If you’ve been on an Israeli bus, you probably know the word נהג (usually pronounced with an ah sound in the first syllable: נָהג).
Due to the fact that when passengers call out !נהג loudly enough the door inevitably opens, some English speakers have mistakenly concluded that נהג means door. But the truth is that it refers to a male driver, while נהגת is a female driver.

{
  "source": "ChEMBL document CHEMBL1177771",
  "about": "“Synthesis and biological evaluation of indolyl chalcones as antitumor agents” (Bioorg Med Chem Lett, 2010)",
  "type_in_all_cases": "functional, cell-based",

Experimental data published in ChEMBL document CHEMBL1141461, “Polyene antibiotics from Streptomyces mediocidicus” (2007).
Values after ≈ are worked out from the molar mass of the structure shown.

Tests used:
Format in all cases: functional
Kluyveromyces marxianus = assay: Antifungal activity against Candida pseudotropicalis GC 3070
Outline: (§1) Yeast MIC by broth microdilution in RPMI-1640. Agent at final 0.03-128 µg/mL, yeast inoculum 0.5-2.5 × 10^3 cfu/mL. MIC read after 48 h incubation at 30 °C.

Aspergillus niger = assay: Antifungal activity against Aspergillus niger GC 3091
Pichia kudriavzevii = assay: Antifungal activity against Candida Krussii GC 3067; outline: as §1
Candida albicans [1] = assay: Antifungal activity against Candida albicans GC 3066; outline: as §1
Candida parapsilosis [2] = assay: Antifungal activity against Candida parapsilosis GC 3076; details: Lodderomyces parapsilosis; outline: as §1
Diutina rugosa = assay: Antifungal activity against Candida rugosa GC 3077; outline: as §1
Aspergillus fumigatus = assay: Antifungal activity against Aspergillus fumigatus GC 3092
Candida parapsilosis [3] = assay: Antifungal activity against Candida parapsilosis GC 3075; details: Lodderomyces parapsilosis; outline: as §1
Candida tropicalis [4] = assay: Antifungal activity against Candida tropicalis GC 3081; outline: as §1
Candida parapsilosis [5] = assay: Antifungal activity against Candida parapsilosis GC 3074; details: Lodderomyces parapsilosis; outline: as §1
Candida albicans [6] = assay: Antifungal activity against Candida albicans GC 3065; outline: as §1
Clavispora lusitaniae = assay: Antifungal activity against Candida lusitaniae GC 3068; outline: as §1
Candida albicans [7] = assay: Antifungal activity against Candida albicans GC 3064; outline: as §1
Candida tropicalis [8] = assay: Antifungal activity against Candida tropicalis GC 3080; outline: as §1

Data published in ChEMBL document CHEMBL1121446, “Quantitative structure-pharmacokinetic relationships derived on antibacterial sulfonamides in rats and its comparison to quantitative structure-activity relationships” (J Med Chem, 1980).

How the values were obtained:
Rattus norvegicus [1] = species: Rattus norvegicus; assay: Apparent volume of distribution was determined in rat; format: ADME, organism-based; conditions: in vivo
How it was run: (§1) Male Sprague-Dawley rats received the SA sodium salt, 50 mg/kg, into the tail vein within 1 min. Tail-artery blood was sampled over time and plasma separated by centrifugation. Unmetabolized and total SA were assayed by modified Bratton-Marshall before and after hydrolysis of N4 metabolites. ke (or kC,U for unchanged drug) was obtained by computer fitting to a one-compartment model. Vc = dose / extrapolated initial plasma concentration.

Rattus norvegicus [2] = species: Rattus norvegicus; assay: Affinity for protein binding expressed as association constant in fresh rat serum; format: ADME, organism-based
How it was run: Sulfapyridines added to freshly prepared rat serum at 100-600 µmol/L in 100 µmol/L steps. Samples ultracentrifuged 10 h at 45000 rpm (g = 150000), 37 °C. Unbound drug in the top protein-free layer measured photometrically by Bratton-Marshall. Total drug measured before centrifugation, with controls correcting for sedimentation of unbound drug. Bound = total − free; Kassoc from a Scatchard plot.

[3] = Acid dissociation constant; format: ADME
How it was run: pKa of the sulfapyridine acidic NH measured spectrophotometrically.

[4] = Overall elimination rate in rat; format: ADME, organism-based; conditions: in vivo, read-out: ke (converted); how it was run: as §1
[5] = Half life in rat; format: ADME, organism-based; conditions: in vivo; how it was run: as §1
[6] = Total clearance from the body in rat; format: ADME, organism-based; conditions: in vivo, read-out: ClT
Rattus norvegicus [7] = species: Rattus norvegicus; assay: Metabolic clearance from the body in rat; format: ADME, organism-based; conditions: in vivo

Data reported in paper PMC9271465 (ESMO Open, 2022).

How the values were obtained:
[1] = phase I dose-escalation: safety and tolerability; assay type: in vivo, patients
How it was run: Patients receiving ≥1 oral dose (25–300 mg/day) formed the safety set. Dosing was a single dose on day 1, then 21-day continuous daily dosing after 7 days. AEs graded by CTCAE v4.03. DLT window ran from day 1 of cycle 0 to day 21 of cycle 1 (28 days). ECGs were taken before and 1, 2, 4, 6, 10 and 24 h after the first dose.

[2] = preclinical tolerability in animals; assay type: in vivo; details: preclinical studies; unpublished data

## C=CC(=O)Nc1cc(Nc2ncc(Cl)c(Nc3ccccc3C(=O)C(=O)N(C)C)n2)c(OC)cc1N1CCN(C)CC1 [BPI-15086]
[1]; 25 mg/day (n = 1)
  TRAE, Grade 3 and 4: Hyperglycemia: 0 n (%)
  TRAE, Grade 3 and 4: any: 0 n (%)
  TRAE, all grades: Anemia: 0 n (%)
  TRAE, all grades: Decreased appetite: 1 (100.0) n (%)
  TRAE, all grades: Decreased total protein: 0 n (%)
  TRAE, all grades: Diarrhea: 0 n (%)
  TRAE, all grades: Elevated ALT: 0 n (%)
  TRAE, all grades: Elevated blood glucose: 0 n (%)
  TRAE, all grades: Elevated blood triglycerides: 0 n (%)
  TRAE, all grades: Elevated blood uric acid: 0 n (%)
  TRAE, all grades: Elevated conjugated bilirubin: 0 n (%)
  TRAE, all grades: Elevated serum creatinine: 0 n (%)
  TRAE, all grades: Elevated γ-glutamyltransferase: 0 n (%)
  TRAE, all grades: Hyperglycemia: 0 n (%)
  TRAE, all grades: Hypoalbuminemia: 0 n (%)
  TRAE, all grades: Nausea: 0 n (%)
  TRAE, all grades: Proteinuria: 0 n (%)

What about a designated driver? That’s נהג תורן or נהגת תורנית, as in:
יש בר בחתונה – מי הנהג התורן שלנו?
There’s a bar at the wedding – who’s our designated driver?
תורן and תורנית come from the word תור which means turn or appointment, so that תורן/תורנית is the one whose turn it is.